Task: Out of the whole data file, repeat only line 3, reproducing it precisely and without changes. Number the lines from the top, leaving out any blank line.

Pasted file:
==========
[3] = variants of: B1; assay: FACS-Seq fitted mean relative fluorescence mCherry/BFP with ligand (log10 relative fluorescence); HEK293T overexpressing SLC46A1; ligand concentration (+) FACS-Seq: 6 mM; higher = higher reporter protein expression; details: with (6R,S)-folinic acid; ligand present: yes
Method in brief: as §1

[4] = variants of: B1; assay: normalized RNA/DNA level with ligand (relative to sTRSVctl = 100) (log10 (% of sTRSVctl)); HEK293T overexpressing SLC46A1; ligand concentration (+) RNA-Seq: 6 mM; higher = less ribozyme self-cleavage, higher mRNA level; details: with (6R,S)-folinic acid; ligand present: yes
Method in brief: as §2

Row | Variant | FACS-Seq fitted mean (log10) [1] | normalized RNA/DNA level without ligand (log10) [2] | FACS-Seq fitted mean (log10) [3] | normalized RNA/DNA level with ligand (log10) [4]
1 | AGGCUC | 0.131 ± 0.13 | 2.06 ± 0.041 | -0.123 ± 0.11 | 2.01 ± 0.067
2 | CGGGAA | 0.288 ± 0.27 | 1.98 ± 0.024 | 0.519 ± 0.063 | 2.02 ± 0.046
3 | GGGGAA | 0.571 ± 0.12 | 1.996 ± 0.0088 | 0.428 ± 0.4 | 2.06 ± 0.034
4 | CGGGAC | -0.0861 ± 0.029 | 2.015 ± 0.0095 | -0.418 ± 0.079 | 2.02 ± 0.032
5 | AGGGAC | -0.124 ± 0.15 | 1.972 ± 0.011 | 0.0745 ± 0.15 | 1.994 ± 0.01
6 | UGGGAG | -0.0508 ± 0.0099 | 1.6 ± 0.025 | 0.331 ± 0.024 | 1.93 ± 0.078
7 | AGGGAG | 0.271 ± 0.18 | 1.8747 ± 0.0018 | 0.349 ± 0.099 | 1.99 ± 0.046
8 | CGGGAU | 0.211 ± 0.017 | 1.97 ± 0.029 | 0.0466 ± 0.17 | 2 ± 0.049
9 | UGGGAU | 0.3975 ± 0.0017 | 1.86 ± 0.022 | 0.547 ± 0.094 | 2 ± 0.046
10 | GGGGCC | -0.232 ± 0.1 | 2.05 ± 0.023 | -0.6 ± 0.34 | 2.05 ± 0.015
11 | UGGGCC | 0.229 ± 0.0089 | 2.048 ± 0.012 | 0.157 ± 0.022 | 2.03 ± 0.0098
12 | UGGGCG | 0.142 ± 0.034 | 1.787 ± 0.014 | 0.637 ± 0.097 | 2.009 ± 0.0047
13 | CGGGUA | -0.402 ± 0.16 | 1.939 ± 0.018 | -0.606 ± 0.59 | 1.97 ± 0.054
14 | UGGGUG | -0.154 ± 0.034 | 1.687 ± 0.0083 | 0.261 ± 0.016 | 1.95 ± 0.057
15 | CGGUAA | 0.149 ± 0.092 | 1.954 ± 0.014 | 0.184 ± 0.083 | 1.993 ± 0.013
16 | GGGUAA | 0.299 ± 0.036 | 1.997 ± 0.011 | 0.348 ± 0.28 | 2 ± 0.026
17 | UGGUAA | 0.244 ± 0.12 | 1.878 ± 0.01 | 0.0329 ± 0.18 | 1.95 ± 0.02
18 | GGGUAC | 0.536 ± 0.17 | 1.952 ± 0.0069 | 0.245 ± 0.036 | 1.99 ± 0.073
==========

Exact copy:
[4] = variants of: B1; assay: normalized RNA/DNA level with ligand (relative to sTRSVctl = 100) (log10 (% of sTRSVctl)); HEK293T overexpressing SLC46A1; ligand concentration (+) RNA-Seq: 6 mM; higher = less ribozyme self-cleavage, higher mRNA level; details: with (6R,S)-folinic acid; ligand present: yes